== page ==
Home   News   Article

FEATURE: Artist’s project pieces together history of RAF Sudbury




Launch of a jigsaw with an image painted by Sudbury Artist Steven Binks''Pictured: Steven Binks and Paul Leeks'''PICTURE: Mecha Morton
Launch of a jigsaw with an image painted by Sudbury Artist Steven Binks''Pictured: Steven Binks and Paul Leeks'''PICTURE: Mecha Morton

A fine art painting depicting a Second World War bomber soaring through the air may seem out of place at a fish and chip shop.

But the meticulous painting of a Boeing B-17 flying over Sudbury takes pride of place in The Cod Father restaurant.

Launch of a jigsaw with an image painted by Sudbury Artist Steven Binks'''''PICTURE: Mecha Morton
Launch of a jigsaw with an image painted by Sudbury Artist Steven Binks'''''PICTURE: Mecha Morton

The picture is a print of the original painting, Seeing Jessie Home, by commercial artist Steven Binks, which started off as a project two years ago.

Having been commissioned to produce a series of prints, Steven, from Bures St Mary, carried out his own research into RAF Sudbury, which served as a military base for the American 486th Bombardment Group, from 1944 to 1945.

He chose to depict the flying fortress after learning of the aircraft’s significance from archivist and 486th Bombardment Group historian Roger Lane.

Roger provided photographs and information about the aircraft – known as Goin’ Jessie to its crew, which they considered lucky after surviving countless near misses during the Second World War.

Launch of a jigsaw with an image painted by Sudbury Artist Steven Binks'''''PICTURE: Mecha Morton
Launch of a jigsaw with an image painted by Sudbury Artist Steven Binks'''''PICTURE: Mecha Morton

“It was a bit like a celebrity,” said Steven. “I thought it was a good one to choose because it had a story to tell.”

At the end of one mission, the plane had 304 bullet holes.

Four operational squadrons were based at the Sudbury air field, which included the Green Hornets who flew Goin’ Jessie.

The crew’s logos were painted on their leather A-2 jackets, which have been incorporated in the artwork depicting a green hornet, a kicking donkey and the squadron’s 486 badge. A portrait of the crew’s nine members also features.

Launch of a jigsaw with an image painted by Sudbury Artist Steven Binks''Pictured: Ronald Leeks (Paul Leeks' father) and brother John'''PICTURE: Mecha Morton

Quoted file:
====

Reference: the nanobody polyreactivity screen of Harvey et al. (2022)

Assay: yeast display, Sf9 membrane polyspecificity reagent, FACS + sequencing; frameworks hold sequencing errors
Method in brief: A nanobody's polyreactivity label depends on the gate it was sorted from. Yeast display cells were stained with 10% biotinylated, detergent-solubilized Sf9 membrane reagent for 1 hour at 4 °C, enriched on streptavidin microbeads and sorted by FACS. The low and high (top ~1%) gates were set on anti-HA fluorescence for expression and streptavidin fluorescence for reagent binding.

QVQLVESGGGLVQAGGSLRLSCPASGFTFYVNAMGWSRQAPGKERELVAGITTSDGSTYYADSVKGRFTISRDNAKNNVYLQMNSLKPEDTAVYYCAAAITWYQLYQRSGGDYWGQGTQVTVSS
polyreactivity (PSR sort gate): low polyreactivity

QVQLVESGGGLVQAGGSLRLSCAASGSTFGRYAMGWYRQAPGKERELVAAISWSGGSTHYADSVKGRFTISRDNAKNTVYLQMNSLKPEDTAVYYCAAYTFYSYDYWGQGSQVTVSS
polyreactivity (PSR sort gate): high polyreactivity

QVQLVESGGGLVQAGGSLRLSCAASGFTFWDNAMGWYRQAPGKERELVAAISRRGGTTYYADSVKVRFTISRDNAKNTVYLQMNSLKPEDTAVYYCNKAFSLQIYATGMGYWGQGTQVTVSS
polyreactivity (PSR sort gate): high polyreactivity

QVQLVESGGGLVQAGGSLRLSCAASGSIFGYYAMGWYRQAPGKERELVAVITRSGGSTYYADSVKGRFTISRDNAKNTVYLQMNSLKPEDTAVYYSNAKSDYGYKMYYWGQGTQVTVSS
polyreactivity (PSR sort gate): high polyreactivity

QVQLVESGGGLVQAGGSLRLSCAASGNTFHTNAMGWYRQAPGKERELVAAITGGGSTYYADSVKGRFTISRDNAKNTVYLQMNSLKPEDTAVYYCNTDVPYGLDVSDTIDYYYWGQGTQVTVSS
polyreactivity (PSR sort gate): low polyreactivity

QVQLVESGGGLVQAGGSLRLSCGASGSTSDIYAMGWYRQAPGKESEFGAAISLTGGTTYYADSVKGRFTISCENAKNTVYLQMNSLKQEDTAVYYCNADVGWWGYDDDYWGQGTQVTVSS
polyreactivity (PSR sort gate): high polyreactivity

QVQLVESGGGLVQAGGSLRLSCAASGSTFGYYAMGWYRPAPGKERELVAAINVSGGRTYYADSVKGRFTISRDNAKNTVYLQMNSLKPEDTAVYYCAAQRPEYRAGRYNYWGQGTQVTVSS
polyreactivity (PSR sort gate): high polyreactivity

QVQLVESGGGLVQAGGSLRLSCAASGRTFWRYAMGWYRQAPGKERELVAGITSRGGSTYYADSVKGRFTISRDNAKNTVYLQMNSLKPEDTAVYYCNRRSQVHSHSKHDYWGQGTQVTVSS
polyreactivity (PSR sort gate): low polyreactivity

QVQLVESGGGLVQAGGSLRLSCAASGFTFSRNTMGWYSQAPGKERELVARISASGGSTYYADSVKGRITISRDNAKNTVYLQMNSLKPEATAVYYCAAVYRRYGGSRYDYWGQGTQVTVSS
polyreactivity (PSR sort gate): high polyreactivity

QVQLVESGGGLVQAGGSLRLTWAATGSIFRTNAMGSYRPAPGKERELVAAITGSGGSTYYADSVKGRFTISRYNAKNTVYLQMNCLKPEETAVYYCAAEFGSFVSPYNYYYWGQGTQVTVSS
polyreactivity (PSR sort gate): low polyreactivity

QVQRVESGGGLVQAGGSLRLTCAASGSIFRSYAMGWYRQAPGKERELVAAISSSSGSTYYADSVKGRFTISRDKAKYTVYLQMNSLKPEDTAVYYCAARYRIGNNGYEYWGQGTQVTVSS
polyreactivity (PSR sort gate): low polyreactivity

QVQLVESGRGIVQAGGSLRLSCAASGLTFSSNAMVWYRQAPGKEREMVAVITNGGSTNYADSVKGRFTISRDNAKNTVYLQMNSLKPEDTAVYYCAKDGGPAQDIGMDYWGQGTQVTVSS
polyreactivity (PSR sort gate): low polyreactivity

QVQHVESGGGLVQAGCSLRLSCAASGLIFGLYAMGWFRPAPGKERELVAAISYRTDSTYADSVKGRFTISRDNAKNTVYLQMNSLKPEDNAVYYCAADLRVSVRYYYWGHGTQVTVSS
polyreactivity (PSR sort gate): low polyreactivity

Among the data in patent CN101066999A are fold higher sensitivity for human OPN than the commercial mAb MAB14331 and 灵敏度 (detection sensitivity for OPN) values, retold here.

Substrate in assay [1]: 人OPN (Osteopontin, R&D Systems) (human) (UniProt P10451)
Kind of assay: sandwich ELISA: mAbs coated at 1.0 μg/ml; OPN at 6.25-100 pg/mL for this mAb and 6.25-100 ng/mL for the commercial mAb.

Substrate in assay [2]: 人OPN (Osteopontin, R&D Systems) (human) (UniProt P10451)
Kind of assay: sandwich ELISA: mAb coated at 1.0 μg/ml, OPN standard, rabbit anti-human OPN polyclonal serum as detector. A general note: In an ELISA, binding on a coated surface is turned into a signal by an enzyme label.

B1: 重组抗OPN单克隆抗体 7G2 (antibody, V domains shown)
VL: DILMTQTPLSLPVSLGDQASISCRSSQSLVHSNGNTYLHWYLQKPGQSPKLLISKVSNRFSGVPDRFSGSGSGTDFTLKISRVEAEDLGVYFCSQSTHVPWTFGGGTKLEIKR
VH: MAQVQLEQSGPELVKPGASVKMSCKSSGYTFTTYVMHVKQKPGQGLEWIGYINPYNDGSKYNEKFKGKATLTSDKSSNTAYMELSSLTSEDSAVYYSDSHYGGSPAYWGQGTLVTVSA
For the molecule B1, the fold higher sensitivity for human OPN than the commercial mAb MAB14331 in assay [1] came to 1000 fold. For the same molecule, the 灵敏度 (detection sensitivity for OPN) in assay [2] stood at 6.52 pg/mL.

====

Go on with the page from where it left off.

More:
Launch of a jigsaw with an image painted by Sudbury Artist Steven Binks''Pictured: Ronald Leeks (Paul Leeks' father) and brother John'''PICTURE: Mecha Morton

To gain an accurate birds-eye view of Sudbury in 1944, Steven used a black and white photograph.

A more recent aerial photograph was also taken from a similar angle on a micro light aircraft, which helped 58-year-old Steven to paint the landscape.

“I had to work out what the colours were – some of it was guess work,” he explained.

From hours of research, Steven discovered there had been a huge fire at the Rose and Crown, which was once a prestigious hotel on the former site of The Cod Father.

The fire melted the lead covering from the roof of St Peter’s Church, which resulted in some of the windows being damaged.

“You can see that one side of the roof is green, caused by oxidation,” said Steven.

The original painting is displayed in Sudbury Heritage Centre and Museum.

The artwork took 360 hours to complete, which was a lot longer than Steven had anticipated.

“It just became something that took over my life and I didn’t realise the immensity of it,” he said.

“It is the most complex painting I have done and I have been painting for 40 years,” said Steven.

The painting has been incorporated into a 1,000-piece jigsaw puzzle, which is being sold at Sudbury’s Tourist Information Centre, in the library.

Many of Steven’s agricultural paintings have been turned into jigsaws by well-known brands such as Gibson Games and Jumbo Games.

After completing the painting, Stephen was put in touch with Paul Leeks, who lives in Lambert Drive, Acton.

Paul’s dad and family formed a close friendship with the Green Hornets crew, while they were stationed at the RAF base.

Paul’s dad, Ron, who was aged ten at the time, lived opposite the base and used to share fond memories when he and brother John were allowed in the aircraft’s cockpit, and shown how the engine worked.

The crew gave the family gifts from America, such as chocolate, which was rationed in England during the war.

Paul’s dad once asked if he could accept the crew’s invitation to join them on a flight to Scotland, which was immediately dismissed by his mum, Lilian, who locked him in his bedroom to stop him from escaping.

“She wasn’t going to have that,” said Paul.

Lilian used to wash the crew’s uniform, but she was always concerned for their safety each time they embarked on a new mission.

“She would pray for them,” recalls Paul.



This site uses cookies. By continuing to browse the site you are agreeing to our use of cookies - Learn More